While I speak heavily about strength, the absolute best thing a guy can do to be a better cheerleader is: Have Perfect Technique.
Big or Small, strong or weak; technique is your friend and will help with all skills. Specifically in stunting, think about where your hands are usually and where they need to be, your body’s position under the stunt, how you use your leg muscles before your arms on your toss. It’s complicated, but the results are worth it. Technique is your friend, learn it and own it.
Stay Tough, My Dudes:
Something that has helped me get through many practices, workouts, games, competitions, and life, is being tough. Just like I stated above, the girls on your squad look to you as a point of strength on the squad, being tough goes hand in hand with that. We all know that in cheerleading like other sports, we all get bumps and bruises while working on skills. As a guy on the team, you can’t wimper and whine after every bump and fall. Being tough isn’t just something that has to do with injuries necessarily, it comes down to moments where you have to take the high road, where you have to stay committed to something, where you have to push through to show the world what you are truly made of. Realizing this several years ago made all the difference to me and my life and way I live it.
Many times throughout your career as a male cheerleader, there will be times when you are singled out since you are the only guy or one of a few guys on the team. Maybe an opposing team’s fans are trying to rile you up with some insults and jabs, or maybe it is from people at your own school and town being mean or hurtful.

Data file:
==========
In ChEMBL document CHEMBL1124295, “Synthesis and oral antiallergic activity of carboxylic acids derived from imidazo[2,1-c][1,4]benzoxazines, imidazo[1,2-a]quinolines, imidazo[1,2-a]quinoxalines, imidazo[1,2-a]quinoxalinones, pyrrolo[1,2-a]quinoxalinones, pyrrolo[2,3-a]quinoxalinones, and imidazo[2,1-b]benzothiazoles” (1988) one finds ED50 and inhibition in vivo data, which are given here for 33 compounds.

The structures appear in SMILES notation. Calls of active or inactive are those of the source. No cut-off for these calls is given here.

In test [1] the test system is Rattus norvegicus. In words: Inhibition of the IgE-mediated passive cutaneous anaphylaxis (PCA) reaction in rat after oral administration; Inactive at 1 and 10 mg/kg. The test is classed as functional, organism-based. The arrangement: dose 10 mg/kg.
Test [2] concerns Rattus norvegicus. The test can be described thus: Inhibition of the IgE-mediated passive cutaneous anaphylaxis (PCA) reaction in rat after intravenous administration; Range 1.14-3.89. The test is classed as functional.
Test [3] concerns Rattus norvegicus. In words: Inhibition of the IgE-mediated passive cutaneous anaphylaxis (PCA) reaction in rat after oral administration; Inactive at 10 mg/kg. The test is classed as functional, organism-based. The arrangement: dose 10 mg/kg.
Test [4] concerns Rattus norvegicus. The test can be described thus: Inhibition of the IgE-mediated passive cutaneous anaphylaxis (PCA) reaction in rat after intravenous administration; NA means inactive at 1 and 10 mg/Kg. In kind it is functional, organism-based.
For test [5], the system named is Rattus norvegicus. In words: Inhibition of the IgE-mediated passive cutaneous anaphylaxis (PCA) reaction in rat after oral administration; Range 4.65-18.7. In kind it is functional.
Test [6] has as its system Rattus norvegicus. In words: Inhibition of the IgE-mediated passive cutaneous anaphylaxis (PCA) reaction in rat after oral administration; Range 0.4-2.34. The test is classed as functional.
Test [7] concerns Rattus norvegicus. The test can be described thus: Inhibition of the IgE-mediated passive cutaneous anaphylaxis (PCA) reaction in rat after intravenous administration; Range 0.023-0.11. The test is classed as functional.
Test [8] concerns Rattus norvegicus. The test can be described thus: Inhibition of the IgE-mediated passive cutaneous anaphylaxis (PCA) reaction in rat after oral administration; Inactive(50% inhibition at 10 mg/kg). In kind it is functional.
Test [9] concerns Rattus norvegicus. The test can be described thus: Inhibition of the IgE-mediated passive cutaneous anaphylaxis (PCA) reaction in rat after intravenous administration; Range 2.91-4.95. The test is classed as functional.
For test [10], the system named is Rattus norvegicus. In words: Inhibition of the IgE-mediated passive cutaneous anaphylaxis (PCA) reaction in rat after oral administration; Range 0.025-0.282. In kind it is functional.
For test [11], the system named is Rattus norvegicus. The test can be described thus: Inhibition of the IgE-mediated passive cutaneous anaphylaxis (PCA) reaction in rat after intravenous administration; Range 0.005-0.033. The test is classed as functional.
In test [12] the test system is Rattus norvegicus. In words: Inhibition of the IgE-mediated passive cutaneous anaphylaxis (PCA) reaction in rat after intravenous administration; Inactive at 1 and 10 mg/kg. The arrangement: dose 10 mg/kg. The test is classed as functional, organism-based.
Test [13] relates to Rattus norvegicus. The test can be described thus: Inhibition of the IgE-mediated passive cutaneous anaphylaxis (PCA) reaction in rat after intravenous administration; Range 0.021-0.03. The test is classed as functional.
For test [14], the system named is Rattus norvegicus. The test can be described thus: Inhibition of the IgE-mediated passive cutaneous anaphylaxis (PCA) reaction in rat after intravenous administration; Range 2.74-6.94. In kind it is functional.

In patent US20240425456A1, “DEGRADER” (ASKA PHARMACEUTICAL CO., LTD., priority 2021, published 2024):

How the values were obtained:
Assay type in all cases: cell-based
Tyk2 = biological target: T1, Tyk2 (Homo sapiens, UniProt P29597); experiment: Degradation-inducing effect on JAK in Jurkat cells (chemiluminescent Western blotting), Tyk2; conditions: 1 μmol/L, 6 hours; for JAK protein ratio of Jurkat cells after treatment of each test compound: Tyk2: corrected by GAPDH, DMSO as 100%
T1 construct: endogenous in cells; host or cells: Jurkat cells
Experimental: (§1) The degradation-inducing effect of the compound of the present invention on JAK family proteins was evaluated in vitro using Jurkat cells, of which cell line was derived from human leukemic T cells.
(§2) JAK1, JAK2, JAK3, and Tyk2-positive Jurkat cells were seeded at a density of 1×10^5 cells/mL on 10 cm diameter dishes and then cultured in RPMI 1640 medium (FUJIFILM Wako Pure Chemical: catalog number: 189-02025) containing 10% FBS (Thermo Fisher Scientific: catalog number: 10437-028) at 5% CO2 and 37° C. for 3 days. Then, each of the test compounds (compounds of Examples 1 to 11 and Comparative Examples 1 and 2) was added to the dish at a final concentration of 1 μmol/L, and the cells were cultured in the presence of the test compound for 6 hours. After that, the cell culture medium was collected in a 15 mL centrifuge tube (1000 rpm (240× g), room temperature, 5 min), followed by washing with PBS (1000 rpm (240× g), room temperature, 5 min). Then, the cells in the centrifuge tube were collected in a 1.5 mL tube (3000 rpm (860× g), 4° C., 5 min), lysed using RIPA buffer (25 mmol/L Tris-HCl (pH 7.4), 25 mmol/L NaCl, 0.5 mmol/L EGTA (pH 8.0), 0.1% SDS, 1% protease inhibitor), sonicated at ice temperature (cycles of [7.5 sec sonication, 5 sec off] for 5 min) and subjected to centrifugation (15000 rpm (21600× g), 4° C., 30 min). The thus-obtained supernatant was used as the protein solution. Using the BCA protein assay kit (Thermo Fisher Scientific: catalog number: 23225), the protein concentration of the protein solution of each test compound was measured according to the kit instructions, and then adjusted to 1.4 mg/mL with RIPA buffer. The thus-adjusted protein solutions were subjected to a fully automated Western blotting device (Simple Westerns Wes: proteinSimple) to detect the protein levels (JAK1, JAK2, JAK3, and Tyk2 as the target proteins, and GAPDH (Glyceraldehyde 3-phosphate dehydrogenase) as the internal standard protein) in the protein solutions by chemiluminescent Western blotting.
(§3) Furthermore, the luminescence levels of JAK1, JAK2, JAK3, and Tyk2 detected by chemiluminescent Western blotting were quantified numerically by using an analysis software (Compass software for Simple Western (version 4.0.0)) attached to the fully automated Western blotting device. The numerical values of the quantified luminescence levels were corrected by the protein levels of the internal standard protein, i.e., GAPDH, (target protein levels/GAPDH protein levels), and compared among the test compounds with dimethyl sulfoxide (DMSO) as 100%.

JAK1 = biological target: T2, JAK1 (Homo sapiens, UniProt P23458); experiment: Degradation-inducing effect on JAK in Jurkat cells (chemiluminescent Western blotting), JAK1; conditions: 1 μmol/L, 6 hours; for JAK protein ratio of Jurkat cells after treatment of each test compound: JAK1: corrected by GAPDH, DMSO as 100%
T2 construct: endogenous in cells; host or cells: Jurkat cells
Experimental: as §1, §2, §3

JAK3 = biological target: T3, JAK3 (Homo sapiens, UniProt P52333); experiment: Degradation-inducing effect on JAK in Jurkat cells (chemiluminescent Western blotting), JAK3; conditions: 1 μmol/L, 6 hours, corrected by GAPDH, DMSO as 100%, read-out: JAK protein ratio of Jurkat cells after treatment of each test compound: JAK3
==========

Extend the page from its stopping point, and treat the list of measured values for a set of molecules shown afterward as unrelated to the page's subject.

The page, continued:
Why should what you enjoy doing as a cheerleader give others the right to put you down or bully you? It doesn’t. Don’t give them more motivation to treat you wrongly or unfairly, continue about your business as a squad member. Never let one jerk turn you away from doing something you really enjoy being a part of. Think about it like this: I’m sure before you even think of a response to the person issuing the hate upon you, the girls on your team will be quick to say something back in your defense. Ladies, don’t get too defensive or say things you’ll regret, just make sure the guys on your team know that you enjoy their contributions to the team and are glad they are a part of it. Regardless of whom it is and where it is coming from, IGNORE IT.
This comes back to being a gentleman once again. You don’t need to say anything back, you don’t need to get violent, you don’t need revenge; you already won. In most cases, these ‘haters’ are jealous and know that they could never get the courage to join a team like you have. You don’t need to give them the satisfaction that they made you mad or upset.
Wrapping up part 2 of the Man’s Guide to Cheerleading, remember to work hard at every practice, practice your weaker skills and don’t be distracting to the effort’s of the whole squad. Make sure to focus on your skills, getting stronger and being tough, and not letting others determine your happiness.
You chose to be a cheerleader for a reason (because its fun!) and don’t forget it. Next time we will go over a few other etiquette points to remember as a male cheerleader and also to answer any questions you the readers have. Tweet me your questions or post em as comments on Instagram/Facebook!